Ireland is a land of folklore, a fact that Irish fiction often reflects. I always like the ghosts in Irish novels. Unlike American ghosts, they tend to be foul-mouthed, gossipy, and quite funny. There are plenty of ghosts in Himself, including a priest who haunts a commode, but most of them are silent. They confine themselves to shaking their heads or drawing their fingers across their throats when they want to communicate. Other supernatural elements include signs and portents for characters to interpret or misinterpret and quarrel about.

Like many modern Irish tales, Himself shines a light on the condition of Ireland, which a scholarly character describes as “a dying civilization, romantic Ireland, the ancient and untarnished imagination of the pure and noble peasant making sense of the harshness and beauty of their life and the landscape.” There is, as that description suggests, a serious undercurrent to Himself, enough to give the novel literary heft, but it doesn’t detract from the novel’s reliance of several forms of humor, including slapstick, farce, burlesque, satire, and parody. The humor is gentle rather than mordant, light rather than dark (despite some gruesome murders).

Himself isn’t really a murder mystery, given that the reader learns at least some of the truth long before Mahoney. But the village is good at keeping secrets from outsiders even as they gossip among themselves. Some things they would rather not to discuss at all, preferring to let the dead rest — which they aren’t about to do after Mahoney’s return stirs them to recall fragments of the lives they once had. While it’s not a mystery, Himself is a tale of good versus evil, of the few village residents who want to expose the truth versus those who have a motive to hide it. But most of all, regardless of its higher ambitions, this imaginative novel is tremendously entertaining.



The Eloquence of the Dead by Conor Brady

First published in Ireland in 2013; published by Minotaur Books on March 15, 2016

Decades after the Famine, the owners of large estates in Ireland have agreed (or been forced) to sell their land to the government, part of a plan to give Ireland back to the Irish. Corruption in that process provides one of the plot threads in The Eloquence of the Dead.

The story begins in 1887 with the murder of Ambrose Pollock, a pawnbroker in Dublin. The police, eager to avoid any actual investigatory work, are quick to blame the pawnbroker’s sister, Phoebe Pollock, who has gone missing. The question soon arises whether she is missing or dead.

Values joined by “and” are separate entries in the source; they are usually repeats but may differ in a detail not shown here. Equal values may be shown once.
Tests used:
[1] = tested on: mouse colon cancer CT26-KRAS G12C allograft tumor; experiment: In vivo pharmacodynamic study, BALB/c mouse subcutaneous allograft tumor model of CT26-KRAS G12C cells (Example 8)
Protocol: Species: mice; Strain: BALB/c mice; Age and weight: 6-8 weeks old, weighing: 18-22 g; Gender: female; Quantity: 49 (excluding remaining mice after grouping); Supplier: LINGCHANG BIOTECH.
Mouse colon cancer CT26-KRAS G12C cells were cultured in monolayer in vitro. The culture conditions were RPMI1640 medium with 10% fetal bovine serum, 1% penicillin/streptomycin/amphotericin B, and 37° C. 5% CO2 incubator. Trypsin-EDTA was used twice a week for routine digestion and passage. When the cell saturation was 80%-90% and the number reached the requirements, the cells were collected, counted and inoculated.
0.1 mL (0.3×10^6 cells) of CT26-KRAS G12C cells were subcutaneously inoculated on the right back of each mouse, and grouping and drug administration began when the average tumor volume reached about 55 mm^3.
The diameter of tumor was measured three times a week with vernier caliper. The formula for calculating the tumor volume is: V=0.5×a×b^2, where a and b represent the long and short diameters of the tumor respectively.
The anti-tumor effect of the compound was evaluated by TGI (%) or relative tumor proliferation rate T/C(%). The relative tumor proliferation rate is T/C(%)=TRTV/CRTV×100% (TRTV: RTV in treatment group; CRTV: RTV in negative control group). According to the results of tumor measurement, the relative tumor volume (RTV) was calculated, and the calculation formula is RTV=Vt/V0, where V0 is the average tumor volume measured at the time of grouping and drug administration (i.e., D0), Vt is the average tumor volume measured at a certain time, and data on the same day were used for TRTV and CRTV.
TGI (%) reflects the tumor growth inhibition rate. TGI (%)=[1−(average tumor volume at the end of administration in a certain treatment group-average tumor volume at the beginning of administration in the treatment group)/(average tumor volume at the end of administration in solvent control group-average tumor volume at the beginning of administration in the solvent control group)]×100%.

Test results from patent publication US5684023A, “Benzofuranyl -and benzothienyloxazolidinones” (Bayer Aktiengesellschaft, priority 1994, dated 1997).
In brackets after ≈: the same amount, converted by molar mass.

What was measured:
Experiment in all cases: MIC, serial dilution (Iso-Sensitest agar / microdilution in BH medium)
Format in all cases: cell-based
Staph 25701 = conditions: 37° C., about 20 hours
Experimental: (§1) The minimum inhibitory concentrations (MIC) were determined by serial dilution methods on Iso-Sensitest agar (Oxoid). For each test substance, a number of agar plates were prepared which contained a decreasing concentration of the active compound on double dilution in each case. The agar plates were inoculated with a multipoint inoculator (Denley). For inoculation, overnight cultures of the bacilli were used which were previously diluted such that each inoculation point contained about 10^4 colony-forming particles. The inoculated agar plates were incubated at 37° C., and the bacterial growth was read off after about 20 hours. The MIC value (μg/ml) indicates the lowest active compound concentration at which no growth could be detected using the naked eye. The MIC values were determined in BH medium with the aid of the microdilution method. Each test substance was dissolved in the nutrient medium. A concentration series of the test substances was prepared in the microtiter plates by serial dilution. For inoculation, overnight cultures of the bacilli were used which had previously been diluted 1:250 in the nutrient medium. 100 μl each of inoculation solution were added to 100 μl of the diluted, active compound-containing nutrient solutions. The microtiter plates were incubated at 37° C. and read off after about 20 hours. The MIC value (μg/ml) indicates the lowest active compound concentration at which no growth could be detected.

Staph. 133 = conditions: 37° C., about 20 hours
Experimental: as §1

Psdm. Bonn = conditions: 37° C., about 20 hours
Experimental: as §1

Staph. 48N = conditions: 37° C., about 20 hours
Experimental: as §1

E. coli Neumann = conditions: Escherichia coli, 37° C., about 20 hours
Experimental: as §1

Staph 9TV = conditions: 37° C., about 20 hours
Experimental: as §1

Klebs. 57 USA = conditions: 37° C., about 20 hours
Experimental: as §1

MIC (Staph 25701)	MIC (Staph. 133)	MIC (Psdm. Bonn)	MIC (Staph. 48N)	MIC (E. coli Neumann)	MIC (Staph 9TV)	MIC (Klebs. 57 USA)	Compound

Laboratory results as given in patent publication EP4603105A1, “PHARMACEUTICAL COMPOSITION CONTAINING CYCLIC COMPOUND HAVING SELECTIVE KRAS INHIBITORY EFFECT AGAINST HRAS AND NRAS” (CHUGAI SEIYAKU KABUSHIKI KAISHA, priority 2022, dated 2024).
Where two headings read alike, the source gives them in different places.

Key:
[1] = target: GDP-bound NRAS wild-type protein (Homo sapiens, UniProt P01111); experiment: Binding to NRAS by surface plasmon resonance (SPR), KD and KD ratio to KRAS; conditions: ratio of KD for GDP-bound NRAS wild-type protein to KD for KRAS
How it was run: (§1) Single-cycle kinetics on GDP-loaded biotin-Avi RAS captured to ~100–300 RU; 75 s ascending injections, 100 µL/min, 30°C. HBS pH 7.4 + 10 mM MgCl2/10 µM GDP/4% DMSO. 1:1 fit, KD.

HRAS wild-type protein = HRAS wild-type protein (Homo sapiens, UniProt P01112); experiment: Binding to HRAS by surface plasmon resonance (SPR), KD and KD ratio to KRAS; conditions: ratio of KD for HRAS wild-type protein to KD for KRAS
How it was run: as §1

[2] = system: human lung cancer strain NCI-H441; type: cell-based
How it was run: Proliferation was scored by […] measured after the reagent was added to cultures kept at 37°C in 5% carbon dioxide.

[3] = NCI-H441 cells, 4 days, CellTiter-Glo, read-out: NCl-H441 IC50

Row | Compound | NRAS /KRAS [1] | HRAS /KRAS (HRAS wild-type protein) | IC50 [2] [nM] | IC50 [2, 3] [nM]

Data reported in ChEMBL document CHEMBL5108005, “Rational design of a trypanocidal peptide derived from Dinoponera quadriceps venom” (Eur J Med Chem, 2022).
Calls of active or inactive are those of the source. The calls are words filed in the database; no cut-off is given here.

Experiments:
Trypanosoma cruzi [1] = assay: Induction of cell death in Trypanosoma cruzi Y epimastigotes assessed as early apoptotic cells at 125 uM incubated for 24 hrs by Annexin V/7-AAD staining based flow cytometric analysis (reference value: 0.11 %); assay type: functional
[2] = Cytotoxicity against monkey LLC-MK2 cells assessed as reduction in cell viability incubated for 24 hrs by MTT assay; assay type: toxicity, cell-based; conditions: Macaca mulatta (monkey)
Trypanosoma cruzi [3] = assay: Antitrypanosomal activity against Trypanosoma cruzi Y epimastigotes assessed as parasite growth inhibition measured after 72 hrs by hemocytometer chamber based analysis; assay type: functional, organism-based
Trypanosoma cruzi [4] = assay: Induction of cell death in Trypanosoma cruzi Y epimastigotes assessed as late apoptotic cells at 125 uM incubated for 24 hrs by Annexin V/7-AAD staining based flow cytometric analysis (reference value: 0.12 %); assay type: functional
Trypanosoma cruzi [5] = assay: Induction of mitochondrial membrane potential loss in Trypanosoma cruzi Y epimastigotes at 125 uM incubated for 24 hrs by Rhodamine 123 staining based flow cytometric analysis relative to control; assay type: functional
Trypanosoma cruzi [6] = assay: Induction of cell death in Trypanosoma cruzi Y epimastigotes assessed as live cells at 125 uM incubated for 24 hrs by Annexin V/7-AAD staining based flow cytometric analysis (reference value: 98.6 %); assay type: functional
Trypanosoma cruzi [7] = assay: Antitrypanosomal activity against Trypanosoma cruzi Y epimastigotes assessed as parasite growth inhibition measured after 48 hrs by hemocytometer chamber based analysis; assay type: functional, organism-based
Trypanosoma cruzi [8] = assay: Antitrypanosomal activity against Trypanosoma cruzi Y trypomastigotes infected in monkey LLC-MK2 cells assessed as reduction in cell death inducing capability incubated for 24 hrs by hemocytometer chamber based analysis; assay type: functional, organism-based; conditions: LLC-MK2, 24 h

DS Joseph Swallow investigates Ambrose’s murder and Phoebe’s disappearance. His investigation requires him to consider a robbery, the origin of rare coins that are turning up in Dublin, and a land fraud scheme. The interweaving of these plot elements is sufficiently complex to hold the reader’s interest without becoming convoluted. The story works its way to a conclusion that is satisfying if not particularly surprising.

Certain that his Catholicism will prevent him from rising above his current rank, Swallow wonders whether he should pursue another profession as he chases down a variety of criminals. Swallow is typical of a crime fiction police protagonist in that he has difficulties with relationships, grievances about being underappreciated, and complaints about cops who are more committed to making themselves look good than to catching criminals.

A number of other characters, including detectives and criminals, are given about as much characterization as they need in a murder mystery. One of the stronger characters is Margaret Gessel who, having sold the family land, traveled from Ireland to London, only to be disappointed that her cousin, a prominent politician, is barely acknowledging her existence.

The politics of the time and place add an extra layer of interest to The Eloquence of the Dead. The novel illustrates that some things never change. Power protects power, whether in England and Ireland of the 1880s, or any other place at any other time.

Conor Brady’s prose is above average for a mystery, although about average for Irish crime writers, and well above the prose wielded by American crime novelists (featuring single sentence paragraphs and single page chapters) who too often dominate the market. The writing, characters, and plot make Brady’s second Joe Swallow novel an entertaining read, although I wouldn’t shelve it with the best examples of Irish crime fiction.